Republican and Democratic lawmakers disagree on almost everything involved in the second impeachment trial of former President Donald Trump
But there’s one thing they do seem to agree on — they’re ready to end the trial. Soon.
Trump’s first impeachment trial, in which he was acquitted on charges that he abused power by pressuring Ukraine to investigate now-President Joe Biden, lasted almost three weeks. But this one is expected to be much shorter.
Senators from both sides of the aisle said on Thursday that they hope to officially finish the trial on Saturday.
“Saturday is looking better all the time,” Sen. Roy Blunt, R-M.O., said Thursday afternoon. Sen. Debbie Stabenow, D-M.I., also said she doesn’t see a need to call witnesses, and that the trial should end on Saturday.
The Democrats want to ensure they have enough time to make their case, they do not want to tie up the Senate for long. The Senate cannot confirm Biden’s Cabinet nominees and move forward with their legislative priorities, such as COVID-19 relief, until the trial is complete.
Most Republicans and Trump’s lawyers argued that the trial is unconstitutional because Trump is no longer president and cannot be removed from office.
Trump’s first trial was based on a private phone call between Trump and the president of Ukraine, as well as closed-door meetings that happened before and afterward. Democrats held a lengthy investigation and then compiled a complicated report of their findings.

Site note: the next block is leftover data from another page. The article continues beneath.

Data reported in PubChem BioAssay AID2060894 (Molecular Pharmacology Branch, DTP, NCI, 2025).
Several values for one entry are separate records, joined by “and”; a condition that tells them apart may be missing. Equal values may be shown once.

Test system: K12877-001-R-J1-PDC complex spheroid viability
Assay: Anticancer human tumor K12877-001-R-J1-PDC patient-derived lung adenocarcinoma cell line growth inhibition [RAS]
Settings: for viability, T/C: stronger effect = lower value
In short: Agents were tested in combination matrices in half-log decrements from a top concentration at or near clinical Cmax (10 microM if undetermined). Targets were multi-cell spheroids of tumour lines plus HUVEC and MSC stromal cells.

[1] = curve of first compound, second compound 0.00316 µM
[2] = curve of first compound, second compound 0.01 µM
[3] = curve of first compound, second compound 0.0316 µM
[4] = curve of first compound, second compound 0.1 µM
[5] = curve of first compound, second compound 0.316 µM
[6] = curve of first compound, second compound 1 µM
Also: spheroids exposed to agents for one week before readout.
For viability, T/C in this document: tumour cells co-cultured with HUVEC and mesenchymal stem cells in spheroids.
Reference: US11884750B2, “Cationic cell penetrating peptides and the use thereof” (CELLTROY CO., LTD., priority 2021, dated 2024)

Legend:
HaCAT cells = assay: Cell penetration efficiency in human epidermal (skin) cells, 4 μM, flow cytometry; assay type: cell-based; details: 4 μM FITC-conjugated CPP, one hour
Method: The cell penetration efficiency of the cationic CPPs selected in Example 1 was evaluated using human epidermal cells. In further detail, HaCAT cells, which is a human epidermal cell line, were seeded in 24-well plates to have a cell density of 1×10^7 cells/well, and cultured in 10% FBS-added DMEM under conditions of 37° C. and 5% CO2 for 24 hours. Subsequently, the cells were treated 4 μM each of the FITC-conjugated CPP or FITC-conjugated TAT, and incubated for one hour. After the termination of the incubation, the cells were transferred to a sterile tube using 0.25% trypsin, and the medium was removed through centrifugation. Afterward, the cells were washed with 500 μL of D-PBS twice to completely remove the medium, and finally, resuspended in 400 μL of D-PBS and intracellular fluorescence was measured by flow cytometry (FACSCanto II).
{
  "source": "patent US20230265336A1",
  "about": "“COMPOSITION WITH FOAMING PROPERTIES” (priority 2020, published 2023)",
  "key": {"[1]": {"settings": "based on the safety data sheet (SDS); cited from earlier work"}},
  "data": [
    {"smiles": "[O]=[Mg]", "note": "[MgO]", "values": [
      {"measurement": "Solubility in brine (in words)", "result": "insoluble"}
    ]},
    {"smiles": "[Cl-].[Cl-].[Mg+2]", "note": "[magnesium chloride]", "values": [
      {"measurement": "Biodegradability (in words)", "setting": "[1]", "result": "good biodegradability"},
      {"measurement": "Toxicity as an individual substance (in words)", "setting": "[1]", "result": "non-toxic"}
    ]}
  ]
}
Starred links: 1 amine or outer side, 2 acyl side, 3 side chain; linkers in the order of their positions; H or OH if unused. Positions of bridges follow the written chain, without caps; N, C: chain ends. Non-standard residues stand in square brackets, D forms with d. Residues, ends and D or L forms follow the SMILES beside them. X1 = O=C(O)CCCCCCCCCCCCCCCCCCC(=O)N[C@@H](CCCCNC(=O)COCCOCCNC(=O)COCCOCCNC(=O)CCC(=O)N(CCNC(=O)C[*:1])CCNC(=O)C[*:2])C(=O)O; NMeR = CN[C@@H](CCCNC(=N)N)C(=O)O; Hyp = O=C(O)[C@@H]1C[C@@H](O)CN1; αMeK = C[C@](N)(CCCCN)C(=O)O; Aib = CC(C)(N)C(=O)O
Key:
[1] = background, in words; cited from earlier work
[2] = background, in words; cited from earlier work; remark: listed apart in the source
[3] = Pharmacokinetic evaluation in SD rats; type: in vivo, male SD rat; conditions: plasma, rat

In contrast, the second trial will be based almost entirely on the visceral experience of a riot that targeted the senators themselves, in the Capitol building. The insurrectionists even breached the Senate chamber, where the trial will be held.
Only six Senate Republicans even voted that the trial was constitutional — an early indication that Trump is likely to be acquitted again.
The Democrats will wrap their case at the end of Thursday, and open the floor to Trump’s lawyers defense. Beyond the constitutionality of the trial, Trump’s lawyers say that he did not incite his supporters to violence and that he did nothing wrong.
“It is denied that President Trump ever endangered the security of the United States and its institutions of Government,” they wrote in a brief for the trial. “It is denied he threatened the integrity of the democratic system, interfered with the peaceful transition of power, and imperiled a coequal branch Government.”
Trump’s lawyers also say he was protected by the First Amendment to “express his belief that the election results were suspect.”
The Associated Press contributed to this article
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